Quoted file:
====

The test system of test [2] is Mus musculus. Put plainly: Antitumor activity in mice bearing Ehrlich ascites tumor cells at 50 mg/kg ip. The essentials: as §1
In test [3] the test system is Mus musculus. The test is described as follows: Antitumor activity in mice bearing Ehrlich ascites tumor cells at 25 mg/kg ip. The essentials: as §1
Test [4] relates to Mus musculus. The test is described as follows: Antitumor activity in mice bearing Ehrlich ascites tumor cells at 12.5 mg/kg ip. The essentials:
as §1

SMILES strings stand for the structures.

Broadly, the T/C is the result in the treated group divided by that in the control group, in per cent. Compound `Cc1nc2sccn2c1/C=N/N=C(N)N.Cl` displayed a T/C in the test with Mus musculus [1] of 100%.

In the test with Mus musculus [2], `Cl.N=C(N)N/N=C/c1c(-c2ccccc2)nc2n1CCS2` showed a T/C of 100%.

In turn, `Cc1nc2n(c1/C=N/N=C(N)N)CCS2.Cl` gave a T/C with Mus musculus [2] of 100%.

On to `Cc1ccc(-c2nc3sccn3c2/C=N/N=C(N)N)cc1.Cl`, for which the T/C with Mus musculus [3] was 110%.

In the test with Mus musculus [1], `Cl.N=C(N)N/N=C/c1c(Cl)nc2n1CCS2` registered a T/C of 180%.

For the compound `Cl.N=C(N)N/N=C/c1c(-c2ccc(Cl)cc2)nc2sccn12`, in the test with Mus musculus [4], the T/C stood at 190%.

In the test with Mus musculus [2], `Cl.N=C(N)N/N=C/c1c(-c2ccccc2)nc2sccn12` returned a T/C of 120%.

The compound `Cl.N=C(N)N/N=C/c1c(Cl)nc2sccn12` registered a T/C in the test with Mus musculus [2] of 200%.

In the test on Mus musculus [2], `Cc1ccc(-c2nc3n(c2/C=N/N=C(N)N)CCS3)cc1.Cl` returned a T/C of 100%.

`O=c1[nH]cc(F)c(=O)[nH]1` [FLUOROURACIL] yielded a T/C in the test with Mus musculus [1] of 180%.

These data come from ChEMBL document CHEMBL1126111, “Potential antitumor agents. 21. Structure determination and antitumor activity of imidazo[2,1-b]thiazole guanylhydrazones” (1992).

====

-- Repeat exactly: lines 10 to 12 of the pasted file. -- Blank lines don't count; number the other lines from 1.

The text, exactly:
In the test with Mus musculus [1], `Cl.N=C(N)N/N=C/c1c(Cl)nc2n1CCS2` registered a T/C of 180%.

For the compound `Cl.N=C(N)N/N=C/c1c(-c2ccc(Cl)cc2)nc2sccn12`, in the test with Mus musculus [4], the T/C stood at 190%.

In the test with Mus musculus [2], `Cl.N=C(N)N/N=C/c1c(-c2ccccc2)nc2sccn12` returned a T/C of 120%.